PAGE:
Fishing guides, to paraphrase Lantz’s philosophy, would do well to surrender to the serenity prayer, and make sure they’re covering all the bases that lead to an enjoyable day on the water.

  “I learned right away,” he says, thinking back to the beginnings of his guiding career, “that the fishing was only maybe one-third of the total puzzle. I knew the fisheries well, knew where I could take people that they could catch fish, knew I would be able to teach them how to catch fish on those fisheries. But because there are so many variables that help determine whether your customers catch fish or not, I also figured out that I needed to do whatever possible to help them enjoy their day."

Fishing guide Josh Lantz, shown rowing his drift boat, leads a client on an early-season steelhead adventure. By delivering an overall outdoor experience tailored to each customer’s hopes, Lantz has been able to build a strong business built around repeat bookings.

  Rather than thinking you can get by on fishing knowledge and a few grunts from the back of the boat, Lantz believes successful guides should prepare for, and deliver, an overall experience. “I contact my customers ahead of time,” he notes, “and find out what beverages they would like while they’re out there, and what they want for lunch. I cook them a nice lunch. I try to soak in their personality, figure out what to say and what not to say. A fishing guide needs to be an adaptable social expert with top-notch interpersonal skills. You are responsible for their day, and people are different.

  “You don’t get two people who are the same in all respects. You have to figure out what they need in order to have a good day, as fast as possible."

  Tom Neustrom, a legendary guide in northern Minnesota, echoes this same idea, noting that guides “are entertainers, really; that’s what we are. Some people like when you talk their ear off, some people want to just be out there and fish quietly. Some people bring important business contacts, and want to talk to them, not you. Guides have to know when to just keep the boat in position and listen."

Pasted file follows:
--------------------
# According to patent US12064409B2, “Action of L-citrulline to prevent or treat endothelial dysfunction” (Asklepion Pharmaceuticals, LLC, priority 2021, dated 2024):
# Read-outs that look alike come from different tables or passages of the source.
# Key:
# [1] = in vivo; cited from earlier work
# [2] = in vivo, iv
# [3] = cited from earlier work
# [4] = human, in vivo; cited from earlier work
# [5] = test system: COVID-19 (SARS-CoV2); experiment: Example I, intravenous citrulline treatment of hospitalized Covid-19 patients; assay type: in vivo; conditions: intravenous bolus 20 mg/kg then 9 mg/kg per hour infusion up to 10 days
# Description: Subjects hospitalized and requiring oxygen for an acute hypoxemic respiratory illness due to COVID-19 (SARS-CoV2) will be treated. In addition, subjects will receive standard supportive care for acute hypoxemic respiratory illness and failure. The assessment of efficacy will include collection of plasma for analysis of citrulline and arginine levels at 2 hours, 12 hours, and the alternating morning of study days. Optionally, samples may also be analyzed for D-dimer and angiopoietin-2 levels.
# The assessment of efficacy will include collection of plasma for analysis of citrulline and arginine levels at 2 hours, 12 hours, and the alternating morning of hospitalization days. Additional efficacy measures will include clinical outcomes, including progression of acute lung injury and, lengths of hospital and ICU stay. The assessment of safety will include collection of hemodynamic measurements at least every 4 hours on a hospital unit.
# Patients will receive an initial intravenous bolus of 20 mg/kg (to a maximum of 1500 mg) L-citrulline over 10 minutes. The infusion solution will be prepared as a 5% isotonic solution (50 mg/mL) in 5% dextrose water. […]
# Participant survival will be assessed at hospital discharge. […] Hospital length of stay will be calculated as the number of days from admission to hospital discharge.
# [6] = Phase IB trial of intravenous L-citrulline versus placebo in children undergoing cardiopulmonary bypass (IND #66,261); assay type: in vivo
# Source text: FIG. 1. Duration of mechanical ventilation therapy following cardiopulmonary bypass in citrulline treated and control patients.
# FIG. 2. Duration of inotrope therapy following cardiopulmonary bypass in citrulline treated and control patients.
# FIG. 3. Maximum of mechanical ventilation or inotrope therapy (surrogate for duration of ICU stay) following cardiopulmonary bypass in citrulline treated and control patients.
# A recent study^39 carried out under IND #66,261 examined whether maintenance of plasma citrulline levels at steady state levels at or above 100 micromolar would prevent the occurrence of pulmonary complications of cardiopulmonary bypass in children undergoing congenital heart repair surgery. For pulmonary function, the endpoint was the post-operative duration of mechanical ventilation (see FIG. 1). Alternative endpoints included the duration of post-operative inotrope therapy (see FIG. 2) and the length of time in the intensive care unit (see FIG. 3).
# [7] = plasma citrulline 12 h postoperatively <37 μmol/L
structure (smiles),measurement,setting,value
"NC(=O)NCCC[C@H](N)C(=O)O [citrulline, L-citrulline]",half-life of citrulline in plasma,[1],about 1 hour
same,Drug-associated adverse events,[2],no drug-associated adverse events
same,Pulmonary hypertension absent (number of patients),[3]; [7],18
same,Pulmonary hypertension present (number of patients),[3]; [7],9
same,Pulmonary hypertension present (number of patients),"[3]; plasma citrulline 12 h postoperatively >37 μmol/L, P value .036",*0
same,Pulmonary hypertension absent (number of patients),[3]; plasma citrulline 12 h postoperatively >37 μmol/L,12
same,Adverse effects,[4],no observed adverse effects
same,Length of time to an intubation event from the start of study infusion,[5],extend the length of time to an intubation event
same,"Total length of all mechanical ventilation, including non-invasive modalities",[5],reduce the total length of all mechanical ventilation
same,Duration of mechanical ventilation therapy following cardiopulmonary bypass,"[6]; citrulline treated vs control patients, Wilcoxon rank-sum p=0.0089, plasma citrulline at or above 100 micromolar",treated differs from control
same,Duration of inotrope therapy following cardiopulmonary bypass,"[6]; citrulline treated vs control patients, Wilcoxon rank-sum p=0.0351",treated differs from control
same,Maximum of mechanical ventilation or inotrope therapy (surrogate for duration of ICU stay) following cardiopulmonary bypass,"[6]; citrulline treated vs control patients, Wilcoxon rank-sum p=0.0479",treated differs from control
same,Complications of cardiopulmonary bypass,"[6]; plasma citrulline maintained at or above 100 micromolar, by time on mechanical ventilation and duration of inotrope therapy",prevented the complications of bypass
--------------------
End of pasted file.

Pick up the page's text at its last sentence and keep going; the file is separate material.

Ron Lindner, an icon in the guiding world, is another believer in the “overall experience” factor. “The customer is paying you for your expertise,” Lindner stressed, “not for a certain number or size fish in the bag.” In order to make certain that visions of arm-straining catches do not become the central focus, Lantz believes, it’s important to avoid highlighting your best all-time catches to every new client.
  “You can’t post a stellar fishing report all the time,” says Lantz. “You want to show good catches when you can (on your web site, in your fishing reports in a blog or Facebook), but you can’t lead people to believe fishing is dynamite all the time. I’m really careful about that one."
  Setting realistic expectations, then delivering on the overall promise of a good day doing something your customers enjoy, is the road to success.
Lantz’s latest email blast sent to past and potential clients featured the theme, “your memories are waiting.” It included a picture of a guide client holding one nice fish, and another image of a father and son fishing together. No hard-to-repeat photos of rare catches.
  “People go fishing for a lot of reasons,” says Lantz. “It’s your job to find out what’s most important to each customer and try your best to give that to them. The fishing is always going to be up and down. You can’t control that. But you can control whether they have an enjoyable day on the water. As the guide, you’re responsible for that.”

Notes: To connect with Josh Lantz’s Facebook account, check out
To help guide your efforts to become a fishing guide, or break into the outdoor industry in other capacities, check out the services at